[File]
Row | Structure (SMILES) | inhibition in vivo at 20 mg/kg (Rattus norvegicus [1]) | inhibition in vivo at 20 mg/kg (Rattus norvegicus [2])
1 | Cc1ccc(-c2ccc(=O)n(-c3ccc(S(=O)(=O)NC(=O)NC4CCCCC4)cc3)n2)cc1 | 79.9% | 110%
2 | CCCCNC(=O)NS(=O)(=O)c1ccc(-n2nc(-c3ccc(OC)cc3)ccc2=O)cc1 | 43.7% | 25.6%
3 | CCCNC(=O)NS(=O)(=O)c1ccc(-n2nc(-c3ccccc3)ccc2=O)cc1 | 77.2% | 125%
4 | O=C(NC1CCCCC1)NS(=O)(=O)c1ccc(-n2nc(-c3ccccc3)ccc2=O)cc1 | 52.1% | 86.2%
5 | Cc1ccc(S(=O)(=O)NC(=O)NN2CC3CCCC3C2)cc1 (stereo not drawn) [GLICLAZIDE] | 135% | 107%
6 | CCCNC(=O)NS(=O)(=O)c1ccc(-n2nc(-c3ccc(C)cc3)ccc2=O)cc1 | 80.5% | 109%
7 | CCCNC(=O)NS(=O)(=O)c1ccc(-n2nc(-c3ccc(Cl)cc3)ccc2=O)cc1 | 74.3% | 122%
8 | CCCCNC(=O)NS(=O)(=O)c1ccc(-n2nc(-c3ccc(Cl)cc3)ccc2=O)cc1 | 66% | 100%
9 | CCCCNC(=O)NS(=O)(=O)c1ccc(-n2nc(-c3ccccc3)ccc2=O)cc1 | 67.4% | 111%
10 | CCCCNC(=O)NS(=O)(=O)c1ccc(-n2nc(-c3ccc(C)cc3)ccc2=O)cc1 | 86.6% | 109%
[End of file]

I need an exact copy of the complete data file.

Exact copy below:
Row | Structure (SMILES) | inhibition in vivo at 20 mg/kg (Rattus norvegicus [1]) | inhibition in vivo at 20 mg/kg (Rattus norvegicus [2])
1 | Cc1ccc(-c2ccc(=O)n(-c3ccc(S(=O)(=O)NC(=O)NC4CCCCC4)cc3)n2)cc1 | 79.9% | 110%
2 | CCCCNC(=O)NS(=O)(=O)c1ccc(-n2nc(-c3ccc(OC)cc3)ccc2=O)cc1 | 43.7% | 25.6%
3 | CCCNC(=O)NS(=O)(=O)c1ccc(-n2nc(-c3ccccc3)ccc2=O)cc1 | 77.2% | 125%
4 | O=C(NC1CCCCC1)NS(=O)(=O)c1ccc(-n2nc(-c3ccccc3)ccc2=O)cc1 | 52.1% | 86.2%
5 | Cc1ccc(S(=O)(=O)NC(=O)NN2CC3CCCC3C2)cc1 (stereo not drawn) [GLICLAZIDE] | 135% | 107%
6 | CCCNC(=O)NS(=O)(=O)c1ccc(-n2nc(-c3ccc(C)cc3)ccc2=O)cc1 | 80.5% | 109%
7 | CCCNC(=O)NS(=O)(=O)c1ccc(-n2nc(-c3ccc(Cl)cc3)ccc2=O)cc1 | 74.3% | 122%
8 | CCCCNC(=O)NS(=O)(=O)c1ccc(-n2nc(-c3ccc(Cl)cc3)ccc2=O)cc1 | 66% | 100%
9 | CCCCNC(=O)NS(=O)(=O)c1ccc(-n2nc(-c3ccccc3)ccc2=O)cc1 | 67.4% | 111%
10 | CCCCNC(=O)NS(=O)(=O)c1ccc(-n2nc(-c3ccc(C)cc3)ccc2=O)cc1 | 86.6% | 109%